Here is a video of some toy for children with physical disabilities!
Below are some fun activities for your child to practice their skills! You might even find yourself enjoying these activities!
With these activities, your child will strengthen large muscles and increase stamina.
- Animal Kingdom: Ask your child to walk like an elephant, leap like a frog, or fly like an eagle to get her whole body in motion.
- Sing Strong: Transform familiar nursery rhymes or songs into simple fitness activities. For example, sing "Hickory, Dickory, Dock," and have your child pretend he's a mouse running and a clock swinging its arms.
- Tree Dancing: Pick a tree and ask her to jog up to it, then gallop around it. See how many different ways she can "play" with the tree -- can she jump over its roots? Swing from a low branch?
Use soft balls, sticks, beanbags, cones, or other objects to make playing even more interesting. These games improve hand-eye coordination and strengthen muscles.
- Which Way?: As you roll a ball toward your child, call out directions on how to kick it -- softly, hard, far away, toward you, toward a friend.
- Stick with Me: When walking on sand, dirt, or snow, trail a stick after you as you turn, double back, and move in a zigzag pattern. Ask your child to follow your trail. Then give him the stick and let him lead.
- Carnival Fun: Ask your child to help you draw a funny face on a large cardboard box, then cut out big circles to toss beanbags through. Or label holes with the letters of her name and see whether she can throw bags through in the right order.
Get your kids climbing, reaching, and twisting; they'll strengthen their muscles and increase flexibility.
- A to Z Fitness: Alphabetize some moves -- for example, "B is for bend; way down, touch the tip of your toes!" or "G is for grab; see if you can grab this big flag!" Sing "The Alphabet Song," and ask your child to chime in with his own suggestions.
- Set the Pace: Have your child show you how slowly a turtle moves and how fast a bunny runs. Then explain that you'll call out "Bunny!" or "Turtle!" and see whether she can move accordingly, quickly changing her tempo when you switch animals.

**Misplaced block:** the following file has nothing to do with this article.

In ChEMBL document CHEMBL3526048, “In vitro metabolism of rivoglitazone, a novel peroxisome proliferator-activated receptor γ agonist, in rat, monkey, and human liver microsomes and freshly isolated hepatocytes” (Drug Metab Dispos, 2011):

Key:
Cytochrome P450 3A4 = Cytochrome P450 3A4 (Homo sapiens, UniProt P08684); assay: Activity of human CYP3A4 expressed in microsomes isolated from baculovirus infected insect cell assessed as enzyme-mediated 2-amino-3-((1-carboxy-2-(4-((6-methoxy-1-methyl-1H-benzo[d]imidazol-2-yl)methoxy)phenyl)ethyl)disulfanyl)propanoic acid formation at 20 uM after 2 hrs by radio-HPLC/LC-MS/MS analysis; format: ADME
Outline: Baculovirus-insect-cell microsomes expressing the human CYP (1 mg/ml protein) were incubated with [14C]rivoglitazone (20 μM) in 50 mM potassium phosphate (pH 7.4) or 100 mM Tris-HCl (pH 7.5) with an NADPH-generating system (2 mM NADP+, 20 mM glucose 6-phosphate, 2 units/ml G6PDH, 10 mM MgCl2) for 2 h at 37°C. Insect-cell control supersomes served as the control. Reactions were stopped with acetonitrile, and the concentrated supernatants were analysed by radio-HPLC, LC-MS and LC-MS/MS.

- Wheelbarrow Obstacles: Set up a simple obstacle course on a soft surface. Hold your child by the ankles and let him slowly walk on his hands, navigating the challenges.
Ever wonder what a day in the life of a speech-language pathologist looks like?
Here are some excellent ways to incorporate speech language practice into your routine-perfect ideas for a warm spring day! These activities are motivating and fun, thus encouraging child participation.
- Cook together- Assign a job for the child to be your helper in order to follow direction, discuss verbs, adjectives etc.
- Have your child help you bake- Check out- http://www.robinhood.ca/baking.with.kids/bwk.funofbaking.asp You can use this opportunity to have your child follow directions, identify and describe ingredients and answer questions. You can ask simple questions “What is this?” to more complex questions about “Why you need to crack the egg open?” or “Why do you need to measure milk?”, “What would happen if you didn't measure the milk?” or “What would happen of you put orange juice in the batter instead of milk?”. Have the child retell the steps within the recipe. You can use pictures from Google Image to help your child follow the recipe on their own! You can even take pictures of the steps and make your own recipe book!!
- Have your child help you prepare for a weekend picnic. Start out by asking what materials you may need or have your child follow directions to find the items and put them in the basket. Have your child pick a location in your yard or home that would be perfect for the picnic.
- Catch and count lightning bugs and then release them. Have your child tell you what you did and where some of the bugs flew.
- Take a walk and collect things that you find! This is great to do when you are on vacation too! When you have a chance you can combine all of the items and have your child sort the items based on similarity, where you found them, etc… Have your child tell you two things about the items. Play treasure hunt with the items and hide them around the house or outside. You can have your child follow directions to find the object, have them give you clues to find it or have your child hunt for the items and tell you it was!!
- Plant a garden and take care of it. You can take pictures of this and have your child create a story, describe what is happening and answer questions.
- Send a letter with pictures to a family member about your summer, vacation or something exciting!
- Play “I spy” and “Simon Says” to improve following directions
- Play “Duck Duck Goose”, “Hide and Seek” and “Ring Around The Rosey”
- Read books!! Ask questions about what they see in the book, label actions and locations. Check out: http://www.ubah.com/ THESE are great for language activities including finding the hidden duck on every page! You can have your child retell events that occurred in the book when the book is completed or answer questions about what they are listening to without seeing the pictures!